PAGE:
As Pistons fight their way out of slump, Harris & Bradley need to carry the scoring burden

Tobias Harris and Avery Bradley need to carry the Pistons scoring burden until Reggie Jackson returns from injury
Brian Sevald (NBAE/Getty)
by Keith Langlois
Web Editor

DETROIT – Two ugly offensive stretches for the Pistons – one in early December, one ongoing as January nears its end – have put what appeared a certain playoff drive in peril.

A seven-game losing streak resulted from the first offensive drought and a searing overtime loss to Utah on Wednesday stretched the Pistons current malaise to six games.

The Pistons woke up on Dec. 1 with the No. 7 offense in the NBA, then inexplicably plunged to the bottom – 30th – in offensive efficiency during their seven-game skid that saw a 14-6 start and the No. 2 seed in the East turn into a 14-13 record and clinging to a playoff berth.

The current offensive funk is a little easier to fathom given the absence of their catalyst, Reggie Jackson. The Pistons rank 26th in offense since the losing streak began at Chicago on Jan. 13.

The common link between the two skids: significant shooting woes from their two leading scorers, Tobias Harris and Avery Bradley.

Harris leads the Pistons with 18.0 points a game followed by Bradley at 15.3. In the two losing streaks comprising 13 games, Harris has averaged 15.3 points and shot .399 overall and .287 from the 3-point line on 1.77 made triples a game. Throw out those 13 games and Harris’ numbers are 19.0 points on .493 overall shooting and .464 from the 3-point arc on 2.55 made threes a game.

Bradley has averaged 13.3 points and shot .340 overall and .333 from the 3-point arc on 1.7 made triples during the 13 games over two losing streaks. Throw out those 13 games and Bradley’s numbers are 16.2 points on .445 overall shooting and .416 3-point accuracy on 2.0 made triples a game.

Give the Pistons the nearly seven points a game less they’re getting from Harris and Bradley during the 13 games comprising the losing streaks as opposed to all other games with them and they’d have gone 8-5 over those 13 losses. Their record, instead of 22-24, would be 30-16.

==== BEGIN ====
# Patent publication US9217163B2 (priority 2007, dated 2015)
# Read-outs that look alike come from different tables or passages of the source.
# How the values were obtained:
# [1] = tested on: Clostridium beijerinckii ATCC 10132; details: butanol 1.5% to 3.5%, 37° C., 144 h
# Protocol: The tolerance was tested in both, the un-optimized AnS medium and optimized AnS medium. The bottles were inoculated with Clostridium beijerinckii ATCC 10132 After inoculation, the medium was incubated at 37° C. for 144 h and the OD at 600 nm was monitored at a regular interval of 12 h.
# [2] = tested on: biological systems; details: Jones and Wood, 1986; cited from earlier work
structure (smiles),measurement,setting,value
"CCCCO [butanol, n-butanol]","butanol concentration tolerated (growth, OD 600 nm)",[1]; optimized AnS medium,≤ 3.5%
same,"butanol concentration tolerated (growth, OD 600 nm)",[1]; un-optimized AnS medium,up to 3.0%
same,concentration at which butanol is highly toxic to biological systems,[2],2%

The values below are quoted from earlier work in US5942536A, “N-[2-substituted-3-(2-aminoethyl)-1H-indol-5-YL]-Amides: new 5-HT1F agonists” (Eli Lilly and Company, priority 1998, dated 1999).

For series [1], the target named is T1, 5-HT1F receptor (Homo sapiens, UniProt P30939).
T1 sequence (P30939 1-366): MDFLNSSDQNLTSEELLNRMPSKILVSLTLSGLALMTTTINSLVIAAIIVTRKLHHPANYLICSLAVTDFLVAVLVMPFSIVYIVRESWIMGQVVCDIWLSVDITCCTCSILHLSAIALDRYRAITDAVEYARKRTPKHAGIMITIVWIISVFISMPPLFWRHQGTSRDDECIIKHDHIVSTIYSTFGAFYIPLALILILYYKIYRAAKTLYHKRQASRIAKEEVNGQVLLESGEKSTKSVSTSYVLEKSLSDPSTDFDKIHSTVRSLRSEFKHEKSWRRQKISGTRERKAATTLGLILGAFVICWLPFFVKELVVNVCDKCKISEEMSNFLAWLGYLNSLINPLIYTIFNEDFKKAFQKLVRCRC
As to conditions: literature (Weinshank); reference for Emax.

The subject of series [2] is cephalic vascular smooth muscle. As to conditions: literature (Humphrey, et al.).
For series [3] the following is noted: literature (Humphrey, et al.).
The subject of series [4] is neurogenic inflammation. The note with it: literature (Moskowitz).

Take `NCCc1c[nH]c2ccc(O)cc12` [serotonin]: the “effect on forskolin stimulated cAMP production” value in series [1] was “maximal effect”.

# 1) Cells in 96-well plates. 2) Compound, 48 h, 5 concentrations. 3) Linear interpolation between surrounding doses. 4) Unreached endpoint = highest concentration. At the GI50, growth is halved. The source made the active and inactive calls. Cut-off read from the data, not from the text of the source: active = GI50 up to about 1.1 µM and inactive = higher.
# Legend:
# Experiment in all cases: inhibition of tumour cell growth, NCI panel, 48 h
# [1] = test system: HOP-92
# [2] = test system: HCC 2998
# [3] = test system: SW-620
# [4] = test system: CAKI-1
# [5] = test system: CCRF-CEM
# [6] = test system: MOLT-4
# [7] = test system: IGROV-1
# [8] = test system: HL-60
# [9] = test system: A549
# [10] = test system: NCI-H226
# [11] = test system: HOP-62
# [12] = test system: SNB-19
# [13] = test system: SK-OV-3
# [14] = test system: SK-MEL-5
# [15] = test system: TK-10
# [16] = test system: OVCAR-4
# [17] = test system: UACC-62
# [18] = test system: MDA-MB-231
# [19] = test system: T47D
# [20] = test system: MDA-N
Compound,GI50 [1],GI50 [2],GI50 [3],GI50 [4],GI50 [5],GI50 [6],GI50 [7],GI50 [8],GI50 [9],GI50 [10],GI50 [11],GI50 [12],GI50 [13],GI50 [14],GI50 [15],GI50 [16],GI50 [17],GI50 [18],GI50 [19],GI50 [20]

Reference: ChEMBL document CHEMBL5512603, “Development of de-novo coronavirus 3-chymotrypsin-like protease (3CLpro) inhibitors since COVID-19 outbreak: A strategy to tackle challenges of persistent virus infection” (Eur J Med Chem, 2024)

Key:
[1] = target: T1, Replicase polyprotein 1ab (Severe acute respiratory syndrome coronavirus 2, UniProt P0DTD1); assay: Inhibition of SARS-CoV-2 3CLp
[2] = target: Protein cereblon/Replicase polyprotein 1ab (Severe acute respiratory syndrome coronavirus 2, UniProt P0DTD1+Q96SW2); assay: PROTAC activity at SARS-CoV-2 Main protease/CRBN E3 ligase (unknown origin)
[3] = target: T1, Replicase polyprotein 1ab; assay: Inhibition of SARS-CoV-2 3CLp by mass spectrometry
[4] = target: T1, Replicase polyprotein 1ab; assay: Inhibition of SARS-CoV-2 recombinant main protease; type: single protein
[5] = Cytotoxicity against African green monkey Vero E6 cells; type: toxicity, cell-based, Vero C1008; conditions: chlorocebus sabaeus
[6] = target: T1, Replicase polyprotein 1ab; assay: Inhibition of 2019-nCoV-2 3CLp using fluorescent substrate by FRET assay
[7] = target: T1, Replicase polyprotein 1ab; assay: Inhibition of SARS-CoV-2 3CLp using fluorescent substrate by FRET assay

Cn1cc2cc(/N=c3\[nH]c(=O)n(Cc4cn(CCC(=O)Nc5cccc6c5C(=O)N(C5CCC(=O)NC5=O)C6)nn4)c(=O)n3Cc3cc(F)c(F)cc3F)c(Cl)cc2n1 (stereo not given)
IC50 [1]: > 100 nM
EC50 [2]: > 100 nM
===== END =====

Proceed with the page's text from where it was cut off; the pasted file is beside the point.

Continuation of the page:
Yeah, that’s an inexact methodology, but no one would deny that the Pistons would be in far more favorable position with 36 games remaining than their current reality.

The depths of Stan Van Gundy’s dilemma reached its nadir during the overtime loss to Utah. As he openly wondered what else he might have done, who else he might have gone to in a game where the Pistons made nine shots all night – nine – in 47 attempts from outside the paint, he said this:

“The problem on the perimeter, quite honestly, nobody had it going. So there wasn’t anybody, ‘Well, he’s got it going offensively; let’s go with him.’ We just didn’t have anybody who had it going. (Reggie) Bullock was out. Dwight Buycks would’ve been the only other choice on the perimeter, maybe, to get it going.”

Buycks less than two weeks ago was on a two-way contract. He’s spent the last three seasons in China. His is a great story, but an NBA team trying to salvage a playoff berth isn’t supposed to be in a position where its coach muses whether a guy who was supposed to be his G League team’s starting point guard might have cured its offensive maladies.

It can’t all be on the shoulders of Harris and Bradley, of course. Van Gundy tried to inject more offense into the rotation by using Boban Marjanovic instead of Eric Moreland with the second unit and add Langston Galloway’s shooting to the starting unit on Wednesday.

But Harris and Bradley, as Anthony Tolliver admitted after the devastating loss, have to be out in front of a reversal of fortunes. They have to score – consistently and efficiently – if the Pistons are going to survive for however long Jackson needs to rehabilitate his grade 3 ankle sprain.

“That’s part of their responsibility and they know it,” he said. “They know they have a lot on their shoulders and we depend on them every night.”

Jackson’s presence gave them more and better scoring chances, of course. Teams don’t play the pick and roll with Smith and Andre Drummond the same way as with Jackson and Drummond. Smith’s defender goes under screens and gums up the middle, which also allows the wing defenders to cheat another step toward the 3-point arc. Galloway’s a better shooter, but not the penetration threat.

There aren’t any obvious answers other than this: Harris and Bradley need to come closer to their averages in all those other games outside the 13 losses comprising the two painful losing streaks. Saturday against Oklahoma City would be a good place to start.